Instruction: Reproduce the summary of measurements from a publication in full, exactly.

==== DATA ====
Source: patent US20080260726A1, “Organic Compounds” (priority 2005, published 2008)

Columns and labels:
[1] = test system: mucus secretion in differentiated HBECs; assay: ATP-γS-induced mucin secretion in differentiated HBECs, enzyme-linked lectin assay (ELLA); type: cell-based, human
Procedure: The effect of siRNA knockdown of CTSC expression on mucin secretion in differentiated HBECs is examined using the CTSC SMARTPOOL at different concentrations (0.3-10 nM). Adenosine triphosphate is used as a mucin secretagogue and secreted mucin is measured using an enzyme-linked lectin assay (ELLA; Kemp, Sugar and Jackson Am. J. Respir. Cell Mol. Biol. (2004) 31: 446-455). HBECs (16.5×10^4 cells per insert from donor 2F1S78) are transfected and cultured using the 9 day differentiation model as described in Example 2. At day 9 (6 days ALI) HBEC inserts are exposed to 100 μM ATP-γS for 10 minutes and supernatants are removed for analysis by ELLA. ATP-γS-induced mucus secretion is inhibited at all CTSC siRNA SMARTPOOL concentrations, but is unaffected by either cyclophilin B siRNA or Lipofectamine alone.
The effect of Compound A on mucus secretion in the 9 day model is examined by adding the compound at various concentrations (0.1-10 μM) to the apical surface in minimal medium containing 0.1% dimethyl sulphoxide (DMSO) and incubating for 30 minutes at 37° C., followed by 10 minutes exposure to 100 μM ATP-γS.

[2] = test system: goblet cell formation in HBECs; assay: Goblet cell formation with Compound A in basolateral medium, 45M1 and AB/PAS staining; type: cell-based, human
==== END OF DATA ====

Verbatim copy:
Source: patent US20080260726A1, “Organic Compounds” (priority 2005, published 2008)

Columns and labels:
[1] = test system: mucus secretion in differentiated HBECs; assay: ATP-γS-induced mucin secretion in differentiated HBECs, enzyme-linked lectin assay (ELLA); type: cell-based, human
Procedure: The effect of siRNA knockdown of CTSC expression on mucin secretion in differentiated HBECs is examined using the CTSC SMARTPOOL at different concentrations (0.3-10 nM). Adenosine triphosphate is used as a mucin secretagogue and secreted mucin is measured using an enzyme-linked lectin assay (ELLA; Kemp, Sugar and Jackson Am. J. Respir. Cell Mol. Biol. (2004) 31: 446-455). HBECs (16.5×10^4 cells per insert from donor 2F1S78) are transfected and cultured using the 9 day differentiation model as described in Example 2. At day 9 (6 days ALI) HBEC inserts are exposed to 100 μM ATP-γS for 10 minutes and supernatants are removed for analysis by ELLA. ATP-γS-induced mucus secretion is inhibited at all CTSC siRNA SMARTPOOL concentrations, but is unaffected by either cyclophilin B siRNA or Lipofectamine alone.
The effect of Compound A on mucus secretion in the 9 day model is examined by adding the compound at various concentrations (0.1-10 μM) to the apical surface in minimal medium containing 0.1% dimethyl sulphoxide (DMSO) and incubating for 30 minutes at 37° C., followed by 10 minutes exposure to 100 μM ATP-γS.

[2] = test system: goblet cell formation in HBECs; assay: Goblet cell formation with Compound A in basolateral medium, 45M1 and AB/PAS staining; type: cell-based, human